Silva may be without employment at the moment but he's being compensated well in 2011.  The Mariners are paying him $5.5MM while the Cubs are on the hook for $7.25MM, plus $2MM in 2012.


Dead Money: Paying Players To Play Elsewhere

Eating money in trades or by releasing players is far from an ideal business practice, but sometimes it's a necessary evil. The Mets believe they are better off paying Oliver Perez and Luis Castillo a combined $18MM not to be on their team this year, and released the two just last month. David Wharton of The Los Angeles Times wrote about the concept of "dead money" today, speaking to Dodgers GM Ned Colletti, sports economist J.C. Bradbury, and Scott Boras.

With some help from Cot's Baseball Contracts, let's look at the teams that are paying players to be anywhere but on their roster this season…

This doesn't include money the Braves owe Kenshin Kawakami ($7.4MM) or the Yankees owe Kei Igawa ($4MM). Both Japanese imports remain in the organization, but they've since been banished to the minor leagues. It also doesn't include all the money the Mets famously owe Bobby Bonilla for the next two decades.

Yuniesky Betancourt is the only player collecting paychecks from three different big league teams at the moment, but Carlos Silva could join him if he's called up by the Yankees. Gary Matthews Jr. could also be in that mix if he catches on somewhere this summer.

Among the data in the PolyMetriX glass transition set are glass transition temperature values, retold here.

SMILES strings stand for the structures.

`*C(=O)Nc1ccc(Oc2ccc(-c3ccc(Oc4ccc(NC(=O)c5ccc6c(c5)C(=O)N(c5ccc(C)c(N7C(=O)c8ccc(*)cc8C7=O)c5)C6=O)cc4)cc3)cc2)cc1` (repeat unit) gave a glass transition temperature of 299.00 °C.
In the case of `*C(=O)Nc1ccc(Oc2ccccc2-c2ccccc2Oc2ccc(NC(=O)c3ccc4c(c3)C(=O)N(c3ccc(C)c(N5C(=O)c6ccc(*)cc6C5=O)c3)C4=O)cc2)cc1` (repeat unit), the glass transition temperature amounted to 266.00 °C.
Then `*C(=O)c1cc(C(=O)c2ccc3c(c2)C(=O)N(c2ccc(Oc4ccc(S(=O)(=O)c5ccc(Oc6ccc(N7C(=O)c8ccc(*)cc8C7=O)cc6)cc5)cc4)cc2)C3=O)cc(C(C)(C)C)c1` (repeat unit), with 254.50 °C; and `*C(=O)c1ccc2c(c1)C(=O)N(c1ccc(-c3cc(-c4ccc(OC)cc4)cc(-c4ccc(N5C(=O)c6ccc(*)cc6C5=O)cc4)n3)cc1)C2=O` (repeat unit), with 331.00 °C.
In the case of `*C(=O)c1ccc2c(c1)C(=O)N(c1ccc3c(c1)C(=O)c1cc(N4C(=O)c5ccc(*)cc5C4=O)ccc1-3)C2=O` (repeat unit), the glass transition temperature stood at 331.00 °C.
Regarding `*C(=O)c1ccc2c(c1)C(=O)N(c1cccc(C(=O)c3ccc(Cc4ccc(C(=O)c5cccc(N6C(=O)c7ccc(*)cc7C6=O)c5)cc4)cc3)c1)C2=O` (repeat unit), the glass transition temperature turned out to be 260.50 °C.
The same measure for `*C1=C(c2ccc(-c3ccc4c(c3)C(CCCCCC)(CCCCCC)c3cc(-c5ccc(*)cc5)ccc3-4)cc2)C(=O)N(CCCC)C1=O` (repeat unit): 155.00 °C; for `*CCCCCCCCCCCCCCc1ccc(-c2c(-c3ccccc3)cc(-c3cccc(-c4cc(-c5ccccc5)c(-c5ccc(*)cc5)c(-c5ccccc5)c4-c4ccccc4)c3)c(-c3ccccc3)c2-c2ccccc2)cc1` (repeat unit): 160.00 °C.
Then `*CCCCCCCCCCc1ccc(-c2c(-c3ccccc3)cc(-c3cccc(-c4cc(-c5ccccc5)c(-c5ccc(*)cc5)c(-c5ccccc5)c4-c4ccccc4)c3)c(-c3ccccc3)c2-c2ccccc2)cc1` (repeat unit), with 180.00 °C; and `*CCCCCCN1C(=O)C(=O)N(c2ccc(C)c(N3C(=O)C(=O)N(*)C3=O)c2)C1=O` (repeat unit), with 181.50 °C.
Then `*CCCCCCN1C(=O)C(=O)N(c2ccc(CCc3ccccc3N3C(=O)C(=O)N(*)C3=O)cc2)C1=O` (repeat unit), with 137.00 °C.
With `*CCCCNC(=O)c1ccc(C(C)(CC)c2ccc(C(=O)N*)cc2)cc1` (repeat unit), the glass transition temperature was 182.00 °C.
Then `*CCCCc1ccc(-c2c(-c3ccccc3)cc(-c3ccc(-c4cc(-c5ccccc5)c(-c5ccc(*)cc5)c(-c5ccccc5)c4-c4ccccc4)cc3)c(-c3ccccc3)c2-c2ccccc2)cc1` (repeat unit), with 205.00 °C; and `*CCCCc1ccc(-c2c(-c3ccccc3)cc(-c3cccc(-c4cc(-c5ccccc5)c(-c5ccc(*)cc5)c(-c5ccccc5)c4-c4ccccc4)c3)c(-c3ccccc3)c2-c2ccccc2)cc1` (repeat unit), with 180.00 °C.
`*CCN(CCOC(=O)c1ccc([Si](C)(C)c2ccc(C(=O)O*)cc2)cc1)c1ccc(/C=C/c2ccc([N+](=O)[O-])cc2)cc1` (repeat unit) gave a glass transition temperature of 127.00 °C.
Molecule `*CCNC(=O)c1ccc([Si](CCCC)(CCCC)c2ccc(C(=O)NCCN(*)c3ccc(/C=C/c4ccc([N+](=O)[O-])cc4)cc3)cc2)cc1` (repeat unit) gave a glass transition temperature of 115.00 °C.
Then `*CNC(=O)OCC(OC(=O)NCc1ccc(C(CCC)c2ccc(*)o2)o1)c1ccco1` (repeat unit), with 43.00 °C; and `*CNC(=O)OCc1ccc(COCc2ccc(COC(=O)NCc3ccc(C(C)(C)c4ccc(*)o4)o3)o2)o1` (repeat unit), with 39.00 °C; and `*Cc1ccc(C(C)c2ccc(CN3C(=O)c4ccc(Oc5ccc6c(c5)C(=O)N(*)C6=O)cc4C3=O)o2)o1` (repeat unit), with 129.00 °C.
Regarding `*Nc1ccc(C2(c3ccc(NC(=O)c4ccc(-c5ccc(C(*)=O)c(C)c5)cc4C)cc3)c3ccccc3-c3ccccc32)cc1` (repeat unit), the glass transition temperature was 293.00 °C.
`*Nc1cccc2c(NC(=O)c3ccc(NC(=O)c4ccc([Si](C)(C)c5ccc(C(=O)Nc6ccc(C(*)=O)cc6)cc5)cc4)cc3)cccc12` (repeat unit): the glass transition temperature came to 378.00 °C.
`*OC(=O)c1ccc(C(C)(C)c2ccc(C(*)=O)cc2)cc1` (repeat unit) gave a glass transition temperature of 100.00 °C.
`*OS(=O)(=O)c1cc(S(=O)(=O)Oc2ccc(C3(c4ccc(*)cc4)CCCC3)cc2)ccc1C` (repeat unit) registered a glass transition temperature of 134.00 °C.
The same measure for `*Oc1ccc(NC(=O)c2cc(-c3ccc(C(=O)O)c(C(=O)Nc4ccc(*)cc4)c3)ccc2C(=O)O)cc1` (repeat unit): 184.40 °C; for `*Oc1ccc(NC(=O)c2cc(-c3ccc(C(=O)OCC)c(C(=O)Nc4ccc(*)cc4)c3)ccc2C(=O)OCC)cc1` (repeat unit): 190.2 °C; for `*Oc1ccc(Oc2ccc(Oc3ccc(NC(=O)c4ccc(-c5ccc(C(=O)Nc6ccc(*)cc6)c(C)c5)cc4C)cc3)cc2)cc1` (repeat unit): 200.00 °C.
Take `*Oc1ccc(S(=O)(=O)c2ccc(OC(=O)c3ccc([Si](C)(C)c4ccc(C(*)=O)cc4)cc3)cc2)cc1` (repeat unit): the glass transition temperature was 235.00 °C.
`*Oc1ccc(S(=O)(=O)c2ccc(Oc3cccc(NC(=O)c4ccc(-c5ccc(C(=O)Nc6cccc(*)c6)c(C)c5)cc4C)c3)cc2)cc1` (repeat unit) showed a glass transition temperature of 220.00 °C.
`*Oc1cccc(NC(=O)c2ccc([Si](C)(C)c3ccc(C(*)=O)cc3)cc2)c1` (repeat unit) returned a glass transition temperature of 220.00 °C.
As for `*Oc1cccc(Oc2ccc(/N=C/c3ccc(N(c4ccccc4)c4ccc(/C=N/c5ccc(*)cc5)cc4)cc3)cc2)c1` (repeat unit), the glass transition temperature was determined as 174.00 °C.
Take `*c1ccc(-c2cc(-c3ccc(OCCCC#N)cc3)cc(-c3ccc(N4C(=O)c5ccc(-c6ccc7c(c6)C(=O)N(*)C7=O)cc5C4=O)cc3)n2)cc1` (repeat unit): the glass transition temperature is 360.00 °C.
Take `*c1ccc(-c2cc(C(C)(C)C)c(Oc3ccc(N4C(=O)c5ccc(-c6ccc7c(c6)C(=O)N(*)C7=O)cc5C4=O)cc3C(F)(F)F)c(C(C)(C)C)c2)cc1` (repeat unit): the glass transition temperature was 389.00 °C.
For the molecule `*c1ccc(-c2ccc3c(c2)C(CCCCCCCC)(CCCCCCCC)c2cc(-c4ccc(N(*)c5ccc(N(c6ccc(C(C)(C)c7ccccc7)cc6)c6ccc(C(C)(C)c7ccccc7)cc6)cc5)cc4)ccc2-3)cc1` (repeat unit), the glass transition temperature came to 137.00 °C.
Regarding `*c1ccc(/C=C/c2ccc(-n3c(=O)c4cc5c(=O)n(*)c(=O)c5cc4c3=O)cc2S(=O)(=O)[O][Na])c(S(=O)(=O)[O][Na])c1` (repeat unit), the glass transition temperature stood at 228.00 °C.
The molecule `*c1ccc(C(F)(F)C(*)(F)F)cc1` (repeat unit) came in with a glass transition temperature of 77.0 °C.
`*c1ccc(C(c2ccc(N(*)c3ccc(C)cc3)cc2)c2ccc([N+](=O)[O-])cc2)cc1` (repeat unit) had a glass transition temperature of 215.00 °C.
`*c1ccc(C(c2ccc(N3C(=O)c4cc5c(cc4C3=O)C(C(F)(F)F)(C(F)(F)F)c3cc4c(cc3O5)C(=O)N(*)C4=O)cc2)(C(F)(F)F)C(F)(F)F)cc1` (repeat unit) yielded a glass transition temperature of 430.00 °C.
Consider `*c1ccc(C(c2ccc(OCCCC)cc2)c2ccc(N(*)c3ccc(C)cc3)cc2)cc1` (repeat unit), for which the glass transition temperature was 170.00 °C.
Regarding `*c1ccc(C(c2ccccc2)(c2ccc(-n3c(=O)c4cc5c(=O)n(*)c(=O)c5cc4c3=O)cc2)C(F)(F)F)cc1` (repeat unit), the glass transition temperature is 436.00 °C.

Yankees Notes: Silva, Millwood, Colon, Felix

C.C. Sabathia starts for the Yankees tonight, which means the questions about their rotation can rest, if only for a day. Here's the latest on the Yankees, with an emphasis on their rotation…

  • According to Cashman, Carlos Silva, who was signed by the Yanks to a minor-league deal after he was released by the Cubs, hasn't been assigned to a minor-league club, writes Wallace Matthews of ESPNNewYork.com.  In fact, he hasn't even thrown to a hitter yet.
  • Yankees GM Brian Cashman told Marc Carig of the Star Ledger that he will review video of Kevin Millwood pitching in the minor leagues before deciding whether to promote the right-hander to the Major Leagues (Twitter link). Millwood can opt out of his contract with New York this Sunday.
  • Paul Swydan of FanGraphs identifies some warning signs on the horizon for the resurgent Bartolo Colon, but maintains that the right-hander could help the Yankees form a devastating rotation.